Transplant outcomes considered were measured in terms of GVHD, nonrelapse mortality (NRM), relapse, progression-free survival (PFS), and survival with the major endpoints of NRM and survival. Cumulative incidences were estimated for engraftment, GVHD, NRM, and relapse to accommodate competing risks. Relapse was a competing risk for NRM, and death from any cause was a competing risk for engraftment, GVHD, and relapse. Probabilities of survival and PFS were estimated by the Kaplan-Meier method. Potential prognostic factors were evaluated in univariate analyses by the log-rank test, with a P value <.05 considered significant. Cox proportional hazards regression was used to identify risk factors associated with outcomes. Multivariate analyses were done for the entire cohort and predefined subgroups. The assumption of proportional hazards for each factor in the Cox model was tested. The test indicated that the proportionality assumptions hold. Variables considered in the multivariate models were donor sex (male vs female, except in the comparison between parental donors), donor age (continuous variable), HLA disparity (3/6 vs 4/6 vs 5/6 or 6/6), donor-recipient sex (match vs mismatch), donor-recipient blood type pair (match vs major mismatch vs minor mismatch), and donor-recipient relationship (father vs mother vs sibling vs children for the entire study population and separate comparison performed in subgroup analysis). Cytomegalovirus (CMV) serological state was not considered as a covariate, because only 1% of subjects were low risk (recipient [R]−, donor [D]−) for CMV reactivity. Killer immunoglobulin-like receptor matching was not analyzed because of too few data. The test indicated that the effect of donor-related factor on relapse is independent of disease type. The final multivariate models were built using a forward stepwise model selection approach with 5% significance level. Final models for each outcome were reported. The end point of the last follow-up for all of survivors was December 1, 2013. The median follow-up of survivors was 1299 days (range; 283-4241 days).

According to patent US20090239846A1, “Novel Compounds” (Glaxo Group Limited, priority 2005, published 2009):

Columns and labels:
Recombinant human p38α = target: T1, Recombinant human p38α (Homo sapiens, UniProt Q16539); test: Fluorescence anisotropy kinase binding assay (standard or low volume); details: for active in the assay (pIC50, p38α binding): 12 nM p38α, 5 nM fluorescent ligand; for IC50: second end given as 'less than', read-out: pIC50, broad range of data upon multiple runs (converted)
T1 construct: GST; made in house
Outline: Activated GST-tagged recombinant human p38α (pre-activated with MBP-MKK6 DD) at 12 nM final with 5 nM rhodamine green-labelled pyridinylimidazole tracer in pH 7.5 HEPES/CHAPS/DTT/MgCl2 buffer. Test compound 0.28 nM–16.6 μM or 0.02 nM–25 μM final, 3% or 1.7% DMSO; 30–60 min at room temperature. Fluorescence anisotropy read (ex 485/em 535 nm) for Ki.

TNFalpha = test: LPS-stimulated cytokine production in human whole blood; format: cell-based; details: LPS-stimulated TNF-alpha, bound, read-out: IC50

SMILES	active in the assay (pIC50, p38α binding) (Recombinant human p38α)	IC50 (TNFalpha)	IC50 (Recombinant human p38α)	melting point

Subjects and outcomes

Characteristics of the donors, recipients, and grafts are listed in Table 1. Parental donors account for 60% of the study population. The majority of patient/recipient pairs were cytomegalovirus serology+/+. The median time to granulocytes >0.5 × 10E+9/L was 13 days (range, 8-49 days) and was 16 days (range, 5-100 days) to platelets >25 × 10E+5/L. A total of 1199 (99%) of subjects had sustained bone marrow recovery. The 3-year cumulative incidences of NRM and relapse were 17% (95% confidence interval [CI] = 15% to 19%) and 17% (95% CI = 15% to 19%). The 100-day cumulative incidences of acute GVHD ≥grade 2 and grade 3 were 40% (95% CI = 37% to 42%) and 12% (95% CI = 10% to 14%), respectively. The 3-year cumulative incidences of total and extensive chronic GVHD were 50% (95% CI = 47% to 53%) and 21% (95% CI = 19% to 24%). The 3-year probabilities of PFS and survival were 67% (95% CI, = 63 −69%) and 70% (95% CI = 67% to 73%).

Table 1

Characteristics of subjects and donors

Impact of HLA matching

Overall degree and specific HLA matching or mismatching were not significantly correlated with cumulative incidences of NRM, acute or chronic GVHD, or survival (Table 2).

Table 2